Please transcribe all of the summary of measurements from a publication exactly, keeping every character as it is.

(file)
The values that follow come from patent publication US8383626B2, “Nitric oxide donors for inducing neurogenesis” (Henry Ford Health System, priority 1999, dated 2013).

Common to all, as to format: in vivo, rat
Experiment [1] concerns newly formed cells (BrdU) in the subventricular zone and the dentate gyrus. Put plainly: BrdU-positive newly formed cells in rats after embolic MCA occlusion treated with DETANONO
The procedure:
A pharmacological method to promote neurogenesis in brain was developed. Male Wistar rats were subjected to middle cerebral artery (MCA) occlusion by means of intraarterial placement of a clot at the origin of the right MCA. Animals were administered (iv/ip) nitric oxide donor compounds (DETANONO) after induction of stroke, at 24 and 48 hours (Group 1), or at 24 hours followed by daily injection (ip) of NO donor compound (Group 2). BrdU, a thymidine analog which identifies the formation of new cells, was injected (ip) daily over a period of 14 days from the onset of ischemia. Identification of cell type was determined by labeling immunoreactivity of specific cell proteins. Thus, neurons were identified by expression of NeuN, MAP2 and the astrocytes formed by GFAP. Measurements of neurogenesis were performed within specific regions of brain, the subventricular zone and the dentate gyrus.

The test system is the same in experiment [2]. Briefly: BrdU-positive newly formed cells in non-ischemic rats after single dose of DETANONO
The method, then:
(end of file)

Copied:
The values that follow come from patent publication US8383626B2, “Nitric oxide donors for inducing neurogenesis” (Henry Ford Health System, priority 1999, dated 2013).

Common to all, as to format: in vivo, rat
Experiment [1] concerns newly formed cells (BrdU) in the subventricular zone and the dentate gyrus. Put plainly: BrdU-positive newly formed cells in rats after embolic MCA occlusion treated with DETANONO
The procedure:
A pharmacological method to promote neurogenesis in brain was developed. Male Wistar rats were subjected to middle cerebral artery (MCA) occlusion by means of intraarterial placement of a clot at the origin of the right MCA. Animals were administered (iv/ip) nitric oxide donor compounds (DETANONO) after induction of stroke, at 24 and 48 hours (Group 1), or at 24 hours followed by daily injection (ip) of NO donor compound (Group 2). BrdU, a thymidine analog which identifies the formation of new cells, was injected (ip) daily over a period of 14 days from the onset of ischemia. Identification of cell type was determined by labeling immunoreactivity of specific cell proteins. Thus, neurons were identified by expression of NeuN, MAP2 and the astrocytes formed by GFAP. Measurements of neurogenesis were performed within specific regions of brain, the subventricular zone and the dentate gyrus.

The test system is the same in experiment [2]. Briefly: BrdU-positive newly formed cells in non-ischemic rats after single dose of DETANONO
The method, then: